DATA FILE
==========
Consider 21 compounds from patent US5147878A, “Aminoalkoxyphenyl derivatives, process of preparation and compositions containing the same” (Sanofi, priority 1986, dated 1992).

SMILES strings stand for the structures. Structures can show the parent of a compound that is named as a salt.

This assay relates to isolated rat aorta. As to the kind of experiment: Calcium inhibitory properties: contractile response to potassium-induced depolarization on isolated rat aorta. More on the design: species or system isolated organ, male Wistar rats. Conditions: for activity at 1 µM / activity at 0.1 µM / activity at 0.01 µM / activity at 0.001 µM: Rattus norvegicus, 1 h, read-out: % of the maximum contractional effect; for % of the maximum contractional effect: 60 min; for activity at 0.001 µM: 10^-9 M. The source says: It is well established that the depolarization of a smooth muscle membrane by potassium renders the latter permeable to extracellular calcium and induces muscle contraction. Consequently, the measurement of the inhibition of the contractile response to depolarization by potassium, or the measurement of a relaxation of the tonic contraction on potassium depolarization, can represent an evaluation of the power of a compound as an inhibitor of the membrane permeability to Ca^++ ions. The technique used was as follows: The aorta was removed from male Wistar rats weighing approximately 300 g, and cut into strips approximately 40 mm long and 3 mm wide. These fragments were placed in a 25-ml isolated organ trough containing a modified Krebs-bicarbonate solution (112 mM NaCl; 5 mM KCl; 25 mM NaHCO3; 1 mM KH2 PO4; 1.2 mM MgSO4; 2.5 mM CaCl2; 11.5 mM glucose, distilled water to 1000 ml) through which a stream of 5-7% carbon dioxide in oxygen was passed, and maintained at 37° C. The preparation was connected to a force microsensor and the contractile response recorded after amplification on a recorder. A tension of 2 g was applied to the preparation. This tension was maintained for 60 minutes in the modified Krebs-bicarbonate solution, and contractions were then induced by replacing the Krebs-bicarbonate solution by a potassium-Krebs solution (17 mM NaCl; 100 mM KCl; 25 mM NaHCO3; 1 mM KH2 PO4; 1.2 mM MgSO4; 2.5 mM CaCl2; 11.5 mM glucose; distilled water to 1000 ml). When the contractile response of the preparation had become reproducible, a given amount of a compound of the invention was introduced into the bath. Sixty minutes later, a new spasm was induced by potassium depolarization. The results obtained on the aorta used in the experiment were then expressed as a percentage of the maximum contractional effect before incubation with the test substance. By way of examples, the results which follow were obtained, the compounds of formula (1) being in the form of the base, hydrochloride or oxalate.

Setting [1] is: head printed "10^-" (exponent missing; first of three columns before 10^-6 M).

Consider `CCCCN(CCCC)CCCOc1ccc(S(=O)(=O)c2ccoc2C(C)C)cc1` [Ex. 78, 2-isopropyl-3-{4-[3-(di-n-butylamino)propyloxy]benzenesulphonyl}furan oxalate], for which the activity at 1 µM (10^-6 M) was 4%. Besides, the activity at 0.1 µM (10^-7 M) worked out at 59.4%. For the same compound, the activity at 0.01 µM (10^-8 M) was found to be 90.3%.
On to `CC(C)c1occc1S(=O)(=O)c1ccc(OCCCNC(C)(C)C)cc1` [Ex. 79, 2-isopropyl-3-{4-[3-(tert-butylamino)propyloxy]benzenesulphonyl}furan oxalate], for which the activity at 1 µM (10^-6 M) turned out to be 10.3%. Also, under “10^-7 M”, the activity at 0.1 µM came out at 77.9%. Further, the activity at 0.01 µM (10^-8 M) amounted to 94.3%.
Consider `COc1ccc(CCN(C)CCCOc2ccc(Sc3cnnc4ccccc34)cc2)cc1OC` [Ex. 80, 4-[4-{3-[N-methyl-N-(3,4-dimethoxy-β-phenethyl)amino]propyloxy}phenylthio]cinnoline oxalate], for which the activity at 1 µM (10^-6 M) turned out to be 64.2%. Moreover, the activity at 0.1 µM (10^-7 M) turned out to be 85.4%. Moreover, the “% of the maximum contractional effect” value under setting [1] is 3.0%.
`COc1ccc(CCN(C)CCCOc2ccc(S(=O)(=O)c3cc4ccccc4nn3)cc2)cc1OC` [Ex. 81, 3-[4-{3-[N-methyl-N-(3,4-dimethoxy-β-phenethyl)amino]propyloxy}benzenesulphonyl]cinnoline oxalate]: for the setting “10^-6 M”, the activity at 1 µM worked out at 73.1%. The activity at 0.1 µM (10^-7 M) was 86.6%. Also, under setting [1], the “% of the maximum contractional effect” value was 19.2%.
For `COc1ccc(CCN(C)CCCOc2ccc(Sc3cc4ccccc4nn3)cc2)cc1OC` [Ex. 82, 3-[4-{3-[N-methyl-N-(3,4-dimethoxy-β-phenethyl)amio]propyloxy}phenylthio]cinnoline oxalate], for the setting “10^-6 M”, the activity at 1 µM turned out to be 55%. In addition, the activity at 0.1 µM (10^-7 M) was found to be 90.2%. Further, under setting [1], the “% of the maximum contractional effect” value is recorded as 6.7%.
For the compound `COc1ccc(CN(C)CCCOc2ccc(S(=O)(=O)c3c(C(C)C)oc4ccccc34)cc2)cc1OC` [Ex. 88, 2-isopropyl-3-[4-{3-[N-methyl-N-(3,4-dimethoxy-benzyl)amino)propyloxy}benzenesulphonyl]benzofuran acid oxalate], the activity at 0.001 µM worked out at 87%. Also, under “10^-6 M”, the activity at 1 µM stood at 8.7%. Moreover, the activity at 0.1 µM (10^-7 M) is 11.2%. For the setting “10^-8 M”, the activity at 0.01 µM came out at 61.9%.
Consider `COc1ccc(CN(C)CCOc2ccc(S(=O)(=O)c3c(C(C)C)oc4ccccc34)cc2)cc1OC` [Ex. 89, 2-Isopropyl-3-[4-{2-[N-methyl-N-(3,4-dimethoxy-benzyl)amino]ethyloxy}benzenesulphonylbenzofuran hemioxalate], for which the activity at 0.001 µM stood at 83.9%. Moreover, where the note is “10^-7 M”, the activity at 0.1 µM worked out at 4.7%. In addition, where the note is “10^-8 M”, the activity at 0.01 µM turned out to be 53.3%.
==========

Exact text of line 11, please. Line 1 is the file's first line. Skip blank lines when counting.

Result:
Consider `COc1ccc(CN(C)CCOc2ccc(S(=O)(=O)c3c(C(C)C)oc4ccccc34)cc2)cc1OC` [Ex. 89, 2-Isopropyl-3-[4-{2-[N-methyl-N-(3,4-dimethoxy-benzyl)amino]ethyloxy}benzenesulphonylbenzofuran hemioxalate], for which the activity at 0.001 µM stood at 83.9%. Moreover, where the note is “10^-7 M”, the activity at 0.1 µM worked out at 4.7%. In addition, where the note is “10^-8 M”, the activity at 0.01 µM turned out to be 53.3%.